Researchers at Emory University believe there is a connection between the size of a man's testicles and how actively he participates in his child's life.
The study, published in Proceedings of the National Academy of Science, looked at the relationship between testicle size and fatherhood in 70 men who had young children.
Researchers performed brain scans while the men were shown pictures of their children, and found that men with smaller testicles tended to have a more positive response to images of their children than men with larger testicles. According to the study, men with small testicles registered three times the response in the "reward" area of the brain than other men.
The small-testicled men were also more likely to play an active role in changing, feeding and otherwise caring for their children.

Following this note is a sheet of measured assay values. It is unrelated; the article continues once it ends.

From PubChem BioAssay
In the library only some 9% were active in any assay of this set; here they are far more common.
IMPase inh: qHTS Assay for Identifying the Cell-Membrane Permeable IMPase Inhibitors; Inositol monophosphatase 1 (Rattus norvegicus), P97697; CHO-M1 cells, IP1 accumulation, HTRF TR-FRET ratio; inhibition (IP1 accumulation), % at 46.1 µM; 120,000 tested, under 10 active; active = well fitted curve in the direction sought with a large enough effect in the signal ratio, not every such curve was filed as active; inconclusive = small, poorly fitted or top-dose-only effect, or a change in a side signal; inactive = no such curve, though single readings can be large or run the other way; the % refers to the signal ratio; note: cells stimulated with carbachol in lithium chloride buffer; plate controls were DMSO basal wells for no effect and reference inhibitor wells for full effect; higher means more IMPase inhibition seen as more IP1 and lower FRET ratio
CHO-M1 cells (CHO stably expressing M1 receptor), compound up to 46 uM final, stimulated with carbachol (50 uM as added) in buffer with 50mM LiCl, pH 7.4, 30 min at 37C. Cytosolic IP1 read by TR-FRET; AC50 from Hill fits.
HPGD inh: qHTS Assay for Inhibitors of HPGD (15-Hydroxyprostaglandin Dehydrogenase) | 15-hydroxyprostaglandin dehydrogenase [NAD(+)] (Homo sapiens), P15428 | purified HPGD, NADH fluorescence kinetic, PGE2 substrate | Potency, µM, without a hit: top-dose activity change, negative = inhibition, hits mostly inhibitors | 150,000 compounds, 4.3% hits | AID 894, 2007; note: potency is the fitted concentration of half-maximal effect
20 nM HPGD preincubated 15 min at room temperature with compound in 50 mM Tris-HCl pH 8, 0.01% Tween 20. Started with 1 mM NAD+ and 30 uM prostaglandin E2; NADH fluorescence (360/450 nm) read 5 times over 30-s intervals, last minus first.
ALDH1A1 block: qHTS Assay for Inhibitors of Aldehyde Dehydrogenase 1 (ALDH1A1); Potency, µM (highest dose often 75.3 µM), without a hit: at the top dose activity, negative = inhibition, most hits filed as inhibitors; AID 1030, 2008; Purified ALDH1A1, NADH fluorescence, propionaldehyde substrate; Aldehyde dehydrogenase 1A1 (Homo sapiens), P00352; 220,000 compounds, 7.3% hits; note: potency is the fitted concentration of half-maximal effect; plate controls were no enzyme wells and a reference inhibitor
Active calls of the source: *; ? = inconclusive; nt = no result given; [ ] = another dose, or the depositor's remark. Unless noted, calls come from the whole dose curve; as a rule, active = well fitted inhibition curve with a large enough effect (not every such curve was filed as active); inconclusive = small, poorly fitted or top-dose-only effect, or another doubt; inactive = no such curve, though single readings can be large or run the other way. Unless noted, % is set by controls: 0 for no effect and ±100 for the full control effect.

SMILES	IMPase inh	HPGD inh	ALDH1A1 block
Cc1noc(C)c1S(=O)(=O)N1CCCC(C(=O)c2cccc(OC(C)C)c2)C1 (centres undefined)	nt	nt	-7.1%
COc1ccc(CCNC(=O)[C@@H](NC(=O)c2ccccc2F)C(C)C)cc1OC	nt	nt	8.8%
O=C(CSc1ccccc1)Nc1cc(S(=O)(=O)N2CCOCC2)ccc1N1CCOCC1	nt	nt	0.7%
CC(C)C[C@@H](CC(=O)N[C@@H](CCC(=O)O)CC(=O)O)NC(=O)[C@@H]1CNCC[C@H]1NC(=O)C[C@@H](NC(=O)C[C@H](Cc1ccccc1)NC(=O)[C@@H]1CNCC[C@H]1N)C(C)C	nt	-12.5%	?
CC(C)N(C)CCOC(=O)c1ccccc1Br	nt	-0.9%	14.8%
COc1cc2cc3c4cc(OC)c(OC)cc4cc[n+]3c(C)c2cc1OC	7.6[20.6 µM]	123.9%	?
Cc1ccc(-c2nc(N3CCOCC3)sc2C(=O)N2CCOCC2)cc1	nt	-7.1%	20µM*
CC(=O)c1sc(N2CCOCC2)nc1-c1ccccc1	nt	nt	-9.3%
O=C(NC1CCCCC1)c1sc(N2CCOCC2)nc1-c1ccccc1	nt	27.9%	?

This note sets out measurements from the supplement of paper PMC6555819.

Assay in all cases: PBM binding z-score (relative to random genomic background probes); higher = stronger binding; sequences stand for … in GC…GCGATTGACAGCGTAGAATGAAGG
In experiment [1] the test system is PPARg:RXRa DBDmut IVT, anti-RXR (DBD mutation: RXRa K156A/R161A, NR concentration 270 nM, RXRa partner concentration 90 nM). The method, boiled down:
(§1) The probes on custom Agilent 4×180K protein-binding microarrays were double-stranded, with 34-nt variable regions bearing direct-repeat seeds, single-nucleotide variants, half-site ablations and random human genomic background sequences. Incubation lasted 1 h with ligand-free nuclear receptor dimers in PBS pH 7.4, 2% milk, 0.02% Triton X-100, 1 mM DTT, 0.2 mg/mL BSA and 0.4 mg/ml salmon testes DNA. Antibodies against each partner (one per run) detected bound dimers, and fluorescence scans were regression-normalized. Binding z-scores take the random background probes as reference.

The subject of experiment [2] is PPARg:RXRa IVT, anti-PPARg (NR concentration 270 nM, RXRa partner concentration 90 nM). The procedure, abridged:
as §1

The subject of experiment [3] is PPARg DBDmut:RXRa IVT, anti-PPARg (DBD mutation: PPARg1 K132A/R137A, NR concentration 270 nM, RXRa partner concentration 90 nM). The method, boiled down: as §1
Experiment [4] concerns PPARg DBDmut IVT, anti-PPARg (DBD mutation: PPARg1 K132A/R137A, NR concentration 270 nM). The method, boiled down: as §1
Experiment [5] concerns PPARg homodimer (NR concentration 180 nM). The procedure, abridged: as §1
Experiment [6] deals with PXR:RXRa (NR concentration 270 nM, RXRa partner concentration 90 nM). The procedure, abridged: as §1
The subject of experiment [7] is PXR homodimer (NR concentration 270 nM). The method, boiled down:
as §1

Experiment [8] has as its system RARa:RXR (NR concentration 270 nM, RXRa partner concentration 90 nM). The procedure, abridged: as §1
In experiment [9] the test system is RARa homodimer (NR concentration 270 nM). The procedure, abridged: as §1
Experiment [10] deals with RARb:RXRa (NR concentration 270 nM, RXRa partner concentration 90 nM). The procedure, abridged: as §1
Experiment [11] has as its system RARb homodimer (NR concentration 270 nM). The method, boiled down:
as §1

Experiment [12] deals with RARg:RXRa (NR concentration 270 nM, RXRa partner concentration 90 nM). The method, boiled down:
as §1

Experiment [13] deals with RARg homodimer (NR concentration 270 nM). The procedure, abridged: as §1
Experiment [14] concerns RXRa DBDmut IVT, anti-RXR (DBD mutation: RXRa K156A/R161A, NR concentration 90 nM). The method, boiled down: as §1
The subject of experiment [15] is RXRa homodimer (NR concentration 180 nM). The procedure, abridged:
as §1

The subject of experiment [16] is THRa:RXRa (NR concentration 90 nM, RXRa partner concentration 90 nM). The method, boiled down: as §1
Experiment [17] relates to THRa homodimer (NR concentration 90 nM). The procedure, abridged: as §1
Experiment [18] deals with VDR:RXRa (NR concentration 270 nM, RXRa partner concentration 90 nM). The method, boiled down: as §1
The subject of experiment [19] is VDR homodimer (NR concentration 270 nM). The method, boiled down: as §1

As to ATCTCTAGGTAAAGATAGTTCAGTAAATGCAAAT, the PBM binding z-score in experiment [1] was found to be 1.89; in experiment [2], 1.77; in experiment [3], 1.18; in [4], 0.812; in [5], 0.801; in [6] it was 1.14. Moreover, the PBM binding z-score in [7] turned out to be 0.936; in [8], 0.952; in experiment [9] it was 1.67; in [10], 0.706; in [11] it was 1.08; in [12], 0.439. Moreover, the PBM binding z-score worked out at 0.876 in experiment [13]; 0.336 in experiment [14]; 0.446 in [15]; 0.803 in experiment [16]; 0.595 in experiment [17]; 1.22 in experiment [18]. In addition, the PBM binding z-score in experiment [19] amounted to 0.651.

The study's findings may be linked to testosterone levels, but cultural norms and social expectations were not accounted for in the study and so the exact link remains unclear, researchers say.
But having enormous balls is no reason to be a terrible father, as researcher James Rilling tells the BBC: "It tells us some men are more naturally inclined to care-giving than others, but I don't think that excuses other men. It just might require more effort for some than others."